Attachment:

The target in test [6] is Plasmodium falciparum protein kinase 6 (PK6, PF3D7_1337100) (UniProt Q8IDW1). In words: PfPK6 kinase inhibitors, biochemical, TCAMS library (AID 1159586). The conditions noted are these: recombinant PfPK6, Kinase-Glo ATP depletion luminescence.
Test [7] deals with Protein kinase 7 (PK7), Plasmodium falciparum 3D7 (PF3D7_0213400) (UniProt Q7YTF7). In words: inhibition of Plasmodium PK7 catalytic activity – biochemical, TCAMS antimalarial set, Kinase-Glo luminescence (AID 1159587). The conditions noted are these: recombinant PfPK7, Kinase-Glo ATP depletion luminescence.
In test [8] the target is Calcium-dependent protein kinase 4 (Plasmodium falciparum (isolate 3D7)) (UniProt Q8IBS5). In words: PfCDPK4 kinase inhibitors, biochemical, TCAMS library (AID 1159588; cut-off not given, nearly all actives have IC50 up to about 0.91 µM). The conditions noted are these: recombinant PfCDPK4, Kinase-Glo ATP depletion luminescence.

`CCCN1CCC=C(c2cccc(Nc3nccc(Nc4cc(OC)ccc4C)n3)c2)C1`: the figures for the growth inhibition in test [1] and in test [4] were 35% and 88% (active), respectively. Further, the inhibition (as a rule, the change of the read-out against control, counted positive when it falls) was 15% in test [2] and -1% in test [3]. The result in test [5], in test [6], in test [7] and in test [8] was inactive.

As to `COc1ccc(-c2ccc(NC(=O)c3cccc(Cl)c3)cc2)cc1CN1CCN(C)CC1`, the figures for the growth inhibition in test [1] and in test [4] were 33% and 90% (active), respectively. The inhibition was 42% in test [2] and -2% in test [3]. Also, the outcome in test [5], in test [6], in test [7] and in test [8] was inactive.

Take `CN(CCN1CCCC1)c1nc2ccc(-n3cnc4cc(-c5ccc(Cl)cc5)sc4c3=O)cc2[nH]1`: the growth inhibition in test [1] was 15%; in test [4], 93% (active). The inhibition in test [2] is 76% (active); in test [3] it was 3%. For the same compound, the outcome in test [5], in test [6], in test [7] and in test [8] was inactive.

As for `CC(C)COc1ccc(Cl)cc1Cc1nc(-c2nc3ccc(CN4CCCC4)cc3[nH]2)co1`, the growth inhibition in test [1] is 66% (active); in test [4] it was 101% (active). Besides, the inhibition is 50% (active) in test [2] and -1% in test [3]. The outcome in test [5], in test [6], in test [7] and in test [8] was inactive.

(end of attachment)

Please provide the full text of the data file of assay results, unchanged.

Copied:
The target in test [6] is Plasmodium falciparum protein kinase 6 (PK6, PF3D7_1337100) (UniProt Q8IDW1). In words: PfPK6 kinase inhibitors, biochemical, TCAMS library (AID 1159586). The conditions noted are these: recombinant PfPK6, Kinase-Glo ATP depletion luminescence.
Test [7] deals with Protein kinase 7 (PK7), Plasmodium falciparum 3D7 (PF3D7_0213400) (UniProt Q7YTF7). In words: inhibition of Plasmodium PK7 catalytic activity – biochemical, TCAMS antimalarial set, Kinase-Glo luminescence (AID 1159587). The conditions noted are these: recombinant PfPK7, Kinase-Glo ATP depletion luminescence.
In test [8] the target is Calcium-dependent protein kinase 4 (Plasmodium falciparum (isolate 3D7)) (UniProt Q8IBS5). In words: PfCDPK4 kinase inhibitors, biochemical, TCAMS library (AID 1159588; cut-off not given, nearly all actives have IC50 up to about 0.91 µM). The conditions noted are these: recombinant PfCDPK4, Kinase-Glo ATP depletion luminescence.

`CCCN1CCC=C(c2cccc(Nc3nccc(Nc4cc(OC)ccc4C)n3)c2)C1`: the figures for the growth inhibition in test [1] and in test [4] were 35% and 88% (active), respectively. Further, the inhibition (as a rule, the change of the read-out against control, counted positive when it falls) was 15% in test [2] and -1% in test [3]. The result in test [5], in test [6], in test [7] and in test [8] was inactive.

As to `COc1ccc(-c2ccc(NC(=O)c3cccc(Cl)c3)cc2)cc1CN1CCN(C)CC1`, the figures for the growth inhibition in test [1] and in test [4] were 33% and 90% (active), respectively. The inhibition was 42% in test [2] and -2% in test [3]. Also, the outcome in test [5], in test [6], in test [7] and in test [8] was inactive.

Take `CN(CCN1CCCC1)c1nc2ccc(-n3cnc4cc(-c5ccc(Cl)cc5)sc4c3=O)cc2[nH]1`: the growth inhibition in test [1] was 15%; in test [4], 93% (active). The inhibition in test [2] is 76% (active); in test [3] it was 3%. For the same compound, the outcome in test [5], in test [6], in test [7] and in test [8] was inactive.

As for `CC(C)COc1ccc(Cl)cc1Cc1nc(-c2nc3ccc(CN4CCCC4)cc3[nH]2)co1`, the growth inhibition in test [1] is 66% (active); in test [4] it was 101% (active). Besides, the inhibition is 50% (active) in test [2] and -1% in test [3]. The outcome in test [5], in test [6], in test [7] and in test [8] was inactive.